Something sinister stirs in Stockport…
The police find a young woman’s body in the woods the same week a couple discover a crude, handmade doll in Lyme Park. But are the two findings connected… or a strange coincidence?
In a town full of loners and unhappy families, nothing is as it seems…
All Mr Anderson wants is a family. After his elderly mother died, he was almost unbearably lonely. Now it’s time for him to claim his own.
All Jacob wants is for Maggie to love him back. She only has eyes for the Vincent twins – but maybe he can make her see just how much he cares.
And everyone is a suspect. A quietly sinister, utterly chilling new thriller from Susan Gee, the author of Kiss Her Goodbye.
I received a copy of this book from Head of Zeus -Aria in return for an honest review.
Atmospheric and disturbing this story focuses on dark secrets and terrible deeds. The character-driven story explores the possible murder suspects with surprising results. Told from two male third-person perspectives it balances menace and poignancy well.
Horrific abuse and murder simmer under the surface of an ordinary town. The plot is easy to follow and enhances more complex characterisation.
The ending has realistic twists that resonate.
Questions for Q&A with Susan Gee – Love Me To Death
Love Me To Death explores the darker side of humanity, do you think it’s important to have lighter moments in crime novels? How do you integrate these into your story?
I’m interested in what is underneath and driving that dark character to be the way that they are. In this book, rather than humour to offset that, there are points where you see the more vulnerable side of a dark character and possibly even sympathise with them. There are lighter sides of the novel in this sense, otherwise the character is just relentlessly dark and I don’t think that would work as well.
There are elements of humour too, when we look through the eyes of a character like Mr Anderson, who sees things in a very different way. For example when Noreen is attracted to him, Mr Anderson does not see this at all. He takes her advances in completely the wrong way. I found these interactions humourous, when we witness his distorted views things and misunderstanding of situations. His reactions to the world around him and his vision is comic in a sense, although in other ways this also makes him darker as he doesn’t see things in way that other’s do.
What are the positives of writing crime fiction? Are there any negatives?
The positives are that you get to explore the minds of people that you would never normally interact with. You are going into the darker side of humanity and seeing where it takes you. This is probably a way to make sense of the world. Dark characters are more interesting to me. I like to explore their inner demons and see what makes them tick. The only negatives I can think of are that people often come to a crime novel with certain expectations. It is a very popular market. My novels are less focussed on the techniques used to solve the crime and more on the individual characters and the workings of their mind. This can be a negative in some ways, if the reader is expecting a traditional detective novel, which isn’t what I’m writing.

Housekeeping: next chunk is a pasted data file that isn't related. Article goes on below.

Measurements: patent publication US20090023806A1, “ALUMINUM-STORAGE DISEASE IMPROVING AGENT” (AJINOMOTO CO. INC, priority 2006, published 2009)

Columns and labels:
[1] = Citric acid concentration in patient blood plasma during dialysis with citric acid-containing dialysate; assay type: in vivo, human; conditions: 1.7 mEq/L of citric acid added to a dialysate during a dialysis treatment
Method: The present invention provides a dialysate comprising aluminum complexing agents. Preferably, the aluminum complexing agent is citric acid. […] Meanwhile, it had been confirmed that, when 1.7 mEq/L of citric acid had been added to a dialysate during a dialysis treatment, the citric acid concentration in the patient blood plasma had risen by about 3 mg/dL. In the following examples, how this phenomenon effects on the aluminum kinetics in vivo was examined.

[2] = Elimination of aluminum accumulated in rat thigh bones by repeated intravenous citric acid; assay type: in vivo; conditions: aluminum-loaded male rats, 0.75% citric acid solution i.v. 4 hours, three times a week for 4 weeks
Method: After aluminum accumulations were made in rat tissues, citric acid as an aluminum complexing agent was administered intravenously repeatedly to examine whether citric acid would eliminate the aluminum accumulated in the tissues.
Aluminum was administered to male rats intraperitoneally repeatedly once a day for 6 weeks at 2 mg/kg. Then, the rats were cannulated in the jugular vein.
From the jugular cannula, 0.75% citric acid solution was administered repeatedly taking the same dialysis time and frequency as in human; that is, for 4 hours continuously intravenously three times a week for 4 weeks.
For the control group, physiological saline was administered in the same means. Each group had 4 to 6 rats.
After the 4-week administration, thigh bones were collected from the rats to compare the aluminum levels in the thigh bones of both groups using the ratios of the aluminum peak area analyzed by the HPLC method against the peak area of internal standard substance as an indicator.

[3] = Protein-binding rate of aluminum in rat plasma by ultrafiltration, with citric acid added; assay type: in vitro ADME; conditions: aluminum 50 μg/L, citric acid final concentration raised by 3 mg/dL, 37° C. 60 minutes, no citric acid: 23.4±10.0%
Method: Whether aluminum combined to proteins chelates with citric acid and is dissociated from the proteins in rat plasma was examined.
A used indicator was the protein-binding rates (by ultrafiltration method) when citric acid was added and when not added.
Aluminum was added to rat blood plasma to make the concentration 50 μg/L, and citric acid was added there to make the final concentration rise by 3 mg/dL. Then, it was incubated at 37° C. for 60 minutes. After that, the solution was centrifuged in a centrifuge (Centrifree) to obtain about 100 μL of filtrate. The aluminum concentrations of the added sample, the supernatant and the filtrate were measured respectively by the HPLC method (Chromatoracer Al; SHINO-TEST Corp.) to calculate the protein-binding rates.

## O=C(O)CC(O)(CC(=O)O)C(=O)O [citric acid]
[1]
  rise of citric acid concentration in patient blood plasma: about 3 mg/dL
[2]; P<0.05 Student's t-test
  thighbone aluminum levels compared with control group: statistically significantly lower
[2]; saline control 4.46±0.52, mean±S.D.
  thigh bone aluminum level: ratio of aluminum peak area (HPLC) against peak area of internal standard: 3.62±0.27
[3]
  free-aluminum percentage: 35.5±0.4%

Do you plan your story in detail before writing? Can you give us an insight into your writing process?
I don’t plan my novels. I have an idea of where I’m going, but I don’t set out the path in stone. This happens organically as I write. I have made novel plans before, but whenever I do it I find the characters often take me in a different direction. I like to explore the character. I usually spend some time with them before I start to write, just thinking about what they’re looking for and what they want. This sets out the journey that they will go on. As I write I may have sub plots in mind, but I find if it is too regimented and planned that I don’t feel the desire to write it.
Do you know how your story will end when you start to write? Have you any insights into the best way of creating a credible yet unexpected ending?
I know where I am heading and I do often have an ending in mind, but the chapter getting towards that can change. I don’t set out to create an unexpected ending as such, but if it is, then that’s good. I think to make the ending credible you need to plant seeds along the way through the novel so that the reader doesn’t feel cheated. You can’t do a big reveal at the end without dropping hints to it along the way. It’s a balance between leading the reader towards the ending without making it obvious earlier on. This is the enjoyable part of the writing process when you can go back through the novel after you’ve finished and hint at the ending. You’re leading the reader towards it without making it too obvious, dropping breadcrumbs along the way.
What are you currently writing?
I have a couple of ideas for new characters that I am starting to flesh out. I’m not sure if these will end up in my next novel or not. I’m just getting to know them and then I’ll see if I want to spend a bit more time with them.
When you are not writing, what sort of books do you read?
I enjoyed Bad Lands by Belinda Bauer, books where you are seeing things from a different perspective. I like the writing style of CJ Tudor and books that focus on the darker side of life. I mostly enjoy books that are dark, although if someone recommends something from a different genre I will read those too. If you’re looking for me in the library though, then don’t head to romance, you’ll usually find me lurking in the crime and literary fiction.
Susan Gee is a crime writer from the North West. She was a finalist in the Good Housekeeping Novel Competition and The Daily Mail ‘Write a Best Seller’ Competition. She has an MA in Creative Writing from Manchester University. Love Me to Death is her second novel. Susan lives in Stockport with her husband and two children.